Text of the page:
The end of coal – the single biggest contributor to climate change – is in sight as a result of the UK securing a 190-strong coalition of countries and organisations at COP26, with countries such as Indonesia, South Korea, Poland, Vietnam, and Chile announcing clear commitments to phase out coal power.
The commitments, brought together through UK-led efforts including the new ‘Global Coal to Clean Power Transition Statement’, encompass developed and developing countries, major coal users and climate vulnerable countries. This includes 23 countries committing for the first time to phase out and not build or invest in new coal power, including Indonesia, South Korea, Poland, Vietnam, and Chile, marking a milestone moment at COP26 in the global clean energy transition.
This statement commits nations across the world to:
- End all investment in new coal power generation domestically and internationally.
- Rapidly scale up deployment of clean power generation.
- Phase out coal power in economies in the 2030s for major economies and 2040s for the rest of the world.
- Make a just transition away from coal power in a way that benefits workers and communities.
This is on top of China, Japan and Korea, the three largest public financiers of coal, committing to end overseas finance for coal generation by the end of 2021, announced in the last year during the UK’s incoming COP26 Presidency. Agreements at the G7, G20, and OECD to end public international coal finance send a strong signal that the world economy is shifting to renewables. This could end over 40 GW of coal across 20 countries, equivalent to over half of the UK’s electricity generating capacity.
Business & Energy Secretary Kwasi Kwarteng said: “Today marks a milestone moment in our global efforts to tackle climate change as nations from all corners of the world unite in Glasgow to declare that coal has no part to play in our future power generation.
“Spearheaded by the UK’s COP26 Presidency, today’s ambitious commitments made by our international partners demonstrate that the end of coal is in sight. The world is moving in the right direction, standing ready to seal coal’s fate and embrace the environmental and economic benefits of building a future that is powered by clean energy.”
To meet the goals of the Paris Agreement to limit global temperature rises to 1.5°C, the global transition to clean power needs to progress four to six times faster than at present. With coal being the single largest contributor to climate change, phasing it out and delivering a rapid, inclusive transition to clean energy is essential if we are to keep 1.5°C alive.
28 new members have signed up to the world’s largest alliance on phasing out coal, the Powering Past Coal Alliance (PPCA) launched and co-chaired by the UK. Chile, Singapore and Durban have today joined over 150 countries, sub-nationals and businesses, including finance partners NatWest, Lloyds Banking, HSBC, and Export Development Canada. This accounts for over US$17 trillion assets now committed to PPCA coal phase out goals.
There has also been a 76% cut in the number of new coal plants planned globally over the last six years which means the cancellation of 1000 GW of new coal plants since the Paris Agreement, roughly equivalent to approximately 10 times the UK’s total peak generating capacity.
The global agreement to move away from coal to clean power has been made possible thanks to a number of other UK-convened initiatives, including:
No new coal power
The end of new coal power construction is in sight. The launch of the No New Coal Power compact by six countries at the UN High Level Dialogue in September, followed by the commitments in the Global Coal to Clean Power Transition Statement. This means that by the end of this year, all new public finance for unabated coal power plants will have stopped, with investments increasingly focused instead on accelerating the transition to clean energy sources such as wind and solar power, now cheaper than coal generation in most countries. This accelerates the growing global momentum to end new coal power, demonstrated by the 76% collapse in the global pipeline of proposed coal power plants since the Paris Agreement in 2015.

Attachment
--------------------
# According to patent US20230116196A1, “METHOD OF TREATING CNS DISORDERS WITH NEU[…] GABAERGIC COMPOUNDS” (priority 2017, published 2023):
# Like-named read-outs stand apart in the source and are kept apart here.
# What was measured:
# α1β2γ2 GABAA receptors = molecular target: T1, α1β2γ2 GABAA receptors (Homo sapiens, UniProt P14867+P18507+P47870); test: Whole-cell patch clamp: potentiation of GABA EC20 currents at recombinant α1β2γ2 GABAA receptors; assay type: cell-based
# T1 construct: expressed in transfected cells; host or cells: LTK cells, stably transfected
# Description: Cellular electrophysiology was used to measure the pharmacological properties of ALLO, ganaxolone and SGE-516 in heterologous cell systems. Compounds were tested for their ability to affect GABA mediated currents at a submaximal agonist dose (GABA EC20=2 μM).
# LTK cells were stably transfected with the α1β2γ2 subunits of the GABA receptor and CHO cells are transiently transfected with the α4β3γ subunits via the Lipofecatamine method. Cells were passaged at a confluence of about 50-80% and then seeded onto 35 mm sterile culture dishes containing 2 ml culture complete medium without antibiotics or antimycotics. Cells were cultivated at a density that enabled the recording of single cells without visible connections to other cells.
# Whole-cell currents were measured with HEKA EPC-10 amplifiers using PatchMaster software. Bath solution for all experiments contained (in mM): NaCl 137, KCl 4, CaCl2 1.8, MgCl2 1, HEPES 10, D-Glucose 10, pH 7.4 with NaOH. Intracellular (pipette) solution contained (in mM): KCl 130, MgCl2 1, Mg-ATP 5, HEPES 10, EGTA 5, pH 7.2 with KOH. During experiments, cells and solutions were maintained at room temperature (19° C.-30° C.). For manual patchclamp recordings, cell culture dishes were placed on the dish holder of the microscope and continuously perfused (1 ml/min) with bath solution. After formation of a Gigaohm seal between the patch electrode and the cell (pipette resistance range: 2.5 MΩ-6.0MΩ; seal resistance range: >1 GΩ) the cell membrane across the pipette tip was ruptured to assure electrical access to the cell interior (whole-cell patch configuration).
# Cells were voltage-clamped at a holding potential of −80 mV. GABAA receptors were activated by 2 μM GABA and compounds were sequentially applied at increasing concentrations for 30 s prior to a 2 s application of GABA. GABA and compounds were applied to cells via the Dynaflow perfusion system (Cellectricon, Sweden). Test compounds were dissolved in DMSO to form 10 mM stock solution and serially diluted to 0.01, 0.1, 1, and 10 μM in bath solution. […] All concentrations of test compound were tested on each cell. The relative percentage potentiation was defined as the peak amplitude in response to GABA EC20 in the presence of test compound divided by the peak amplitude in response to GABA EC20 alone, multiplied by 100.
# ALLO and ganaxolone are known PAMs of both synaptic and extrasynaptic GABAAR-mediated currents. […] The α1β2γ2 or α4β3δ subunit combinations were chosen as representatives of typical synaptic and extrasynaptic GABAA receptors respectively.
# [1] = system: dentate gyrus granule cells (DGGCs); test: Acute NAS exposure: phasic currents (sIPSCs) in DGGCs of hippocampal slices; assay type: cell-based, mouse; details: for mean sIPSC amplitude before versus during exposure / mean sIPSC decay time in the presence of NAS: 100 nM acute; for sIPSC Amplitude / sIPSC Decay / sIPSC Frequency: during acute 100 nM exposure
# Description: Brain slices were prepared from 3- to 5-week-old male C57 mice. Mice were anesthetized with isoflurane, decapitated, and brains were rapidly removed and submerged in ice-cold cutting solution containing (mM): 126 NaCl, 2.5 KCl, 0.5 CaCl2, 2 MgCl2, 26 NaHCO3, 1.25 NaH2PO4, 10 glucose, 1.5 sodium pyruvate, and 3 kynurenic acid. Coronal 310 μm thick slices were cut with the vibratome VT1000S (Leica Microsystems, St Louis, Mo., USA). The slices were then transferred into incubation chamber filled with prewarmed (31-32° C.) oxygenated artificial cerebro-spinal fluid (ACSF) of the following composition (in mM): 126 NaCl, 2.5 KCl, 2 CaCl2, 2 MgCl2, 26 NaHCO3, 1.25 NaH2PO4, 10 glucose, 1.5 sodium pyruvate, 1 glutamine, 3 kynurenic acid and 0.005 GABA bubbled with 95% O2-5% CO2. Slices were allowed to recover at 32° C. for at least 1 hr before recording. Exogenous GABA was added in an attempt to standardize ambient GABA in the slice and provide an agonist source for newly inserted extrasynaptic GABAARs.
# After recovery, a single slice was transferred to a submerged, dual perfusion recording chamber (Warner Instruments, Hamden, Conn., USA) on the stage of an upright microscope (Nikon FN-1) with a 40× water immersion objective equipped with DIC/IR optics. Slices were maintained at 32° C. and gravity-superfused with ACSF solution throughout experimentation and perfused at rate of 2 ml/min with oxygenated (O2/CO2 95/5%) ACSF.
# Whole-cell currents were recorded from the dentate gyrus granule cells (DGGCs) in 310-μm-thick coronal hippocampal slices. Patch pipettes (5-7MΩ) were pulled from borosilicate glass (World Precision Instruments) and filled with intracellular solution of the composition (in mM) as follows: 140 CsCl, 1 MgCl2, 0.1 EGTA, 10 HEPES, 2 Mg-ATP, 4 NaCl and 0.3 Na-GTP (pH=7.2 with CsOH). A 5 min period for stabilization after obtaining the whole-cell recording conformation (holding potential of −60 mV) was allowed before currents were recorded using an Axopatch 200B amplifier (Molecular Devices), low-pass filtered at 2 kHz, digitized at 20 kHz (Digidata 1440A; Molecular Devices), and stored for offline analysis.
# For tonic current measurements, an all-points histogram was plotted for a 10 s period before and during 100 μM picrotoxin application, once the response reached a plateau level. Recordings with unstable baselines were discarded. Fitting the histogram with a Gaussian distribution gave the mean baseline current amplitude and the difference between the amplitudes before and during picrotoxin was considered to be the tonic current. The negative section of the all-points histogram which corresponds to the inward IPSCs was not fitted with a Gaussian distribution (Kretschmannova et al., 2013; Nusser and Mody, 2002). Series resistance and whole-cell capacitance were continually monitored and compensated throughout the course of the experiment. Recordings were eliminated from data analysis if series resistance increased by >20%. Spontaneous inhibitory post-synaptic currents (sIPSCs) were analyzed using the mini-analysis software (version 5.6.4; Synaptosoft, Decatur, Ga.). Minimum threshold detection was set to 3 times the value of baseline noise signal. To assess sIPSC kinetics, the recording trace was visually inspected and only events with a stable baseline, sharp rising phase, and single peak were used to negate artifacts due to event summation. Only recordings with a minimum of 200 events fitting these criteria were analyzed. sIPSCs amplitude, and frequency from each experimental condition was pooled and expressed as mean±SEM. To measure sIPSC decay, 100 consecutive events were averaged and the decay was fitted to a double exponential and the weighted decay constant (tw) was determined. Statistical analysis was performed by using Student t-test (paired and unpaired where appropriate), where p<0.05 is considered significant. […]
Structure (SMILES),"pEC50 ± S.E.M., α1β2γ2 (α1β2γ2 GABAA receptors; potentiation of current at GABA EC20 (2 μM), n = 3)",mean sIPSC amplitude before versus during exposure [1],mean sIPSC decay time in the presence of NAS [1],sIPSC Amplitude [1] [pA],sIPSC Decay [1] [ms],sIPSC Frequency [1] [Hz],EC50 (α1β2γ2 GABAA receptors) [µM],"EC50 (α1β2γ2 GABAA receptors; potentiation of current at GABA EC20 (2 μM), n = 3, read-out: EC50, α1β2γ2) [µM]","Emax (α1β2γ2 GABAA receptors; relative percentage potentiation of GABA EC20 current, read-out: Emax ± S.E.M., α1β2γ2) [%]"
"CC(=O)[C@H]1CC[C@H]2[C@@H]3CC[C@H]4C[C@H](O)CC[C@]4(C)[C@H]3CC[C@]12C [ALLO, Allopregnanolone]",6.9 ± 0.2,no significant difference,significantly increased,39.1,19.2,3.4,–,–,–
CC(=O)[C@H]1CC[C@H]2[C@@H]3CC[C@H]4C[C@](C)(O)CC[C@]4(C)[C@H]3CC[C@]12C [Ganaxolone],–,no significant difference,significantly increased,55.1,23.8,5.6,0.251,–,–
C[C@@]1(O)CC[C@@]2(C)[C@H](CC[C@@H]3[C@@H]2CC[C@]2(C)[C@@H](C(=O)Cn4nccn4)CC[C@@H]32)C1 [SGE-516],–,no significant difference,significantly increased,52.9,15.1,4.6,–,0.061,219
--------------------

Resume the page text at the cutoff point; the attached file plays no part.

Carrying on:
Supporting emerging economies
In addition, major emerging economies have announced plans to accelerate a just transition from coal to clean power. This includes a South Africa Just Energy Transition Partnership worth US$8.5 billion, as well as Indonesia and the Philippines agreeing a ground-breaking new partnership with the Asian Development Bank to support the early retirement of existing coal plants. Further financing announcements are expected today at COP26.
Supporting coal-intensive economies
Countries with significant coal power generation and mining face large social and financial challenges in the transition from coal. The UK’s COP26 Energy Transition Council (ETC) mobilises and co-ordinates the assistance required to enable coal intensive economies to equitably transition from coal, bringing together 20 governments and over 15 international institutions to accelerate the transition from coal to clean power as part of a green economic recovery. For example, the Energy Transition Council’s Rapid Response Facility delivers fast-acting technical, regulatory and commercial assistance to countries and has already responded to 24 requests in a range of areas, including energy efficiency in the Philippines and grid management in Egypt.
Ensuring a just transition
The UK government has also launched a new International Just Transition Declaration, ensuring the move away from coal high carbon industries results in a sustainable, green and fair future, and one that creates high quality new jobs and champions local social dialogue in developing and emerging economies. Co-ordinated by the UK government, so far, 13 countries have signed as well as the UK and EU Commission, covering a broad spectrum of the world’s donor funding, now driving towards a just transition for communities around the world.
Clean Growth, Energy and Climate Change Minster Greg Hands said: “As the host of COP26 and through committing to phasing out coal by 2024 and the UK’s global leadership has sent a clear signal across the world that clean energy is the way forward.